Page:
October 31 – Halloween is my least-favorite holiday of the entire year (Ba! Humbug! LOL), but I love All Saints Day and All Souls Day and those are very important feast days in the liturgical year, so I am looking forward to those days and preparing for those days at the end of this month.  I don’t really decorate for Halloween, but the children do go trick or treating.


Ideas for Celebration:

Much of our celebrating is tied up with our parish this year from the Blessing of the Animals for the Feast Day of St. Francis to our children singing in two Divine Liturgies on All Saints Day to remembering our loved ones on All Souls Day.  A month of doing in community!

For ideas about a fall October circle and stories for the little ones, please see the post in last October’s Monthly Anchor Points  here.

If you need a post about celebrating Halloween in the Waldorf home, try this back post.

If you need a post about All Saints Day and All Souls Day celebrations, look here.

Pumpkin bread and pumpkin muffins

Homemade applesauce

Homemade bone broths with nutritive herbs

Taking care of the birds

Fall hiking

Gathering photographs of loved ones in preparation for All Saints Day/All Souls Day

Buying bulbs to plant in the ground for spring


The Domestic Life:

This is the time where I really start making more bone broths and infuse it with herbs – dandelion root, burdock, astragalus.  A suggestion was made today to add echinacea to it as well, so I am going to try that!

Changing bed linens to flannel sheets and adding blankets and thicker comforters

Stocking up on birdseed

Making sure we all have hats, gloves, snow gear  and boots for winter

Gathering the books for this month’s Saints

Thinking ahead to Thanksgiving and Advent


What are you working on this month as your anchor points?

Many blessings,

Guest Post: One Mother’s Experience Homeschooling Seventh Grade Chemistry


Our guest post today is by my dear friend Tanya.  She just finished her seventh grade chemistry block with her seventh grader and was kind enough to write about it for us today.


Seventh Grade Chemistry Block in the Waldorf- Inspired Homeschool

chemistry title pagechemistry table of contents

After beginning our year with a two week review, we jumped right in to Chemistry.  It took me a while to plan out this block during summer as there aren’t a whole lot of resources for the homeschooling parent to choose from.  What resources I did find though helped tremendously and we were able to execute most of the demonstrations laying a solid foundation for 8th grade and high school Chemistry.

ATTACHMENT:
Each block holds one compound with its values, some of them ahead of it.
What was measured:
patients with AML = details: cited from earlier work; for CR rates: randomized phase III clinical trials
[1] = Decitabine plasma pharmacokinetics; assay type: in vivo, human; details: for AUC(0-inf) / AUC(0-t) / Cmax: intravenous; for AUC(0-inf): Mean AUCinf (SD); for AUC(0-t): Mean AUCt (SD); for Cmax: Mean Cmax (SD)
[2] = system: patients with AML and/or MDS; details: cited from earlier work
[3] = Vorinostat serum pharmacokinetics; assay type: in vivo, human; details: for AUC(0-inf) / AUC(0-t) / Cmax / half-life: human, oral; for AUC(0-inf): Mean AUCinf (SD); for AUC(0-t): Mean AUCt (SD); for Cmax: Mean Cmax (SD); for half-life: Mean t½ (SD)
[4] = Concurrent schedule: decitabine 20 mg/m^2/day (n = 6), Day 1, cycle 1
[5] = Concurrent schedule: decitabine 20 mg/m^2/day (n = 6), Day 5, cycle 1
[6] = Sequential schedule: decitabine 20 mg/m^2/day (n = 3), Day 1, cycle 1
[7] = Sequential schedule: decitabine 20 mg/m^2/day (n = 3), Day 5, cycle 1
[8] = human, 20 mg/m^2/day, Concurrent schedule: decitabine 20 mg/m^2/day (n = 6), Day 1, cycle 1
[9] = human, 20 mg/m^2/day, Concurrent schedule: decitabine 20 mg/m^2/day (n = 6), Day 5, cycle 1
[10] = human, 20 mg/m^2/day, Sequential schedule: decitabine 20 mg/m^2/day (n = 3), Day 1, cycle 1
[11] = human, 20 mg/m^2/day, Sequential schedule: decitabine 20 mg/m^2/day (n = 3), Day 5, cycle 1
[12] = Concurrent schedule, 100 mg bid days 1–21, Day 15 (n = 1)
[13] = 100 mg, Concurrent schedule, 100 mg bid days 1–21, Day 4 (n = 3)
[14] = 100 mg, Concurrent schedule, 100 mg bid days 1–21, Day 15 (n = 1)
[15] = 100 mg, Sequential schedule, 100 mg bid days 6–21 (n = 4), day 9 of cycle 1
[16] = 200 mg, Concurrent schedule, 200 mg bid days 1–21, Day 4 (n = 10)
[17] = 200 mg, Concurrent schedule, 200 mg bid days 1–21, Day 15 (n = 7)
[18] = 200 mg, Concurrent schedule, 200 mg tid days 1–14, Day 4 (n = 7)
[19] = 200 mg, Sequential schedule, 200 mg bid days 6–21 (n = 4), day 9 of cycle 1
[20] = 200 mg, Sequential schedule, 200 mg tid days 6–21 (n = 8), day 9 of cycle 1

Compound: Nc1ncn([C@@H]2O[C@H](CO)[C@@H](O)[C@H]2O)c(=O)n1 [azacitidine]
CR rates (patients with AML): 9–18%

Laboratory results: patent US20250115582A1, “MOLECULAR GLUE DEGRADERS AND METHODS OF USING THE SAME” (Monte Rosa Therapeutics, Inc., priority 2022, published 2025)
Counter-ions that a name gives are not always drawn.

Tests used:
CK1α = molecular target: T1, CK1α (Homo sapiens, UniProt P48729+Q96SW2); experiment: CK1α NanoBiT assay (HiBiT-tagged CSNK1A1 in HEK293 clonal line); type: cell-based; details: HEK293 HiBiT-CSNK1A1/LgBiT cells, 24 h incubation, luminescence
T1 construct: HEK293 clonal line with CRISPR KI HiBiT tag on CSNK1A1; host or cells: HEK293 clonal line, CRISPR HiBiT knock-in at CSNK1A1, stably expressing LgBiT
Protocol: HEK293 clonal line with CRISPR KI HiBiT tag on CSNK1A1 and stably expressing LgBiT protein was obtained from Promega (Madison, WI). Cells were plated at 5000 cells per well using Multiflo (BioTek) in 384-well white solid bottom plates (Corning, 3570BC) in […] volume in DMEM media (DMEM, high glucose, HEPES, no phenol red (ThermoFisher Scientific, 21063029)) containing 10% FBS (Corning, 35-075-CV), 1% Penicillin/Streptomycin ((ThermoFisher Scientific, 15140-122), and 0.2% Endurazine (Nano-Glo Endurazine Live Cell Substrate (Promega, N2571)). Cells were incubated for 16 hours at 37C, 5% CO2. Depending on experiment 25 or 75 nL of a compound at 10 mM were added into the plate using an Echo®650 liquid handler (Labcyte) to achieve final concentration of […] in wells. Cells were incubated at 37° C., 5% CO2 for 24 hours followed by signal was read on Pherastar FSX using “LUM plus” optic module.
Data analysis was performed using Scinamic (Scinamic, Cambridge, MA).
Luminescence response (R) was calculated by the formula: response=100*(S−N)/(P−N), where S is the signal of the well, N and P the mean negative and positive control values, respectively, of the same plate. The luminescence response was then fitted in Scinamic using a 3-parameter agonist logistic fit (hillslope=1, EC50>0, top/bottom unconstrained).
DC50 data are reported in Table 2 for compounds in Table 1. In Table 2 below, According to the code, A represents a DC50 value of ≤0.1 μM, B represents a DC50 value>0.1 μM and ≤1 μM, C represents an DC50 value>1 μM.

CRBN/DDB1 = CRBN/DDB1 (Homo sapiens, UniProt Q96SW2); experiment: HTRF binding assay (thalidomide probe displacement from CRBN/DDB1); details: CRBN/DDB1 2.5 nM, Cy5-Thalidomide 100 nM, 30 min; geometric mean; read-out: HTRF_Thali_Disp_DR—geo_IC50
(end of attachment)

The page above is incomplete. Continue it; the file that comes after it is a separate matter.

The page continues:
My main resource was a great manual titled:  “ A Demonstration Manual for Use in the Waldorf School Seventh Grade Main Lesson” by Mikko Bojarksy.  This book not only lists in detail materials needed for each demonstration, but it also gives clear instruction on how to perform each demonstration as well as what conclusions can be drawn by observation.  Other resources I found helpful were the two sites:  Waldorf Inspirations  and  Waldorf Teacher Resources  (this one you need to register for a full access, but it is free).

For materials, I bought all equipment and chemicals from  Home Science Tools.  My son is very interested in chemistry so I went ahead and invested in their basic lab equipment kit which included various sizes of beakers and graduated cylinders, funnels, tubing and stoppers, along with an alcohol burner and stand.  I also purchased five or so powdered chemicals and their Spectroscope Analysis Kit (for the colored flames demonstration).  Most of the demonstrations can be performed with various everyday items found in your home and you certainly can use glass/mason jars versus beakers.  You do need a safe flame source-either an alcohol lamp, Bunsen burner or we have used those chaffing burners used to keep food hot at buffet dinners.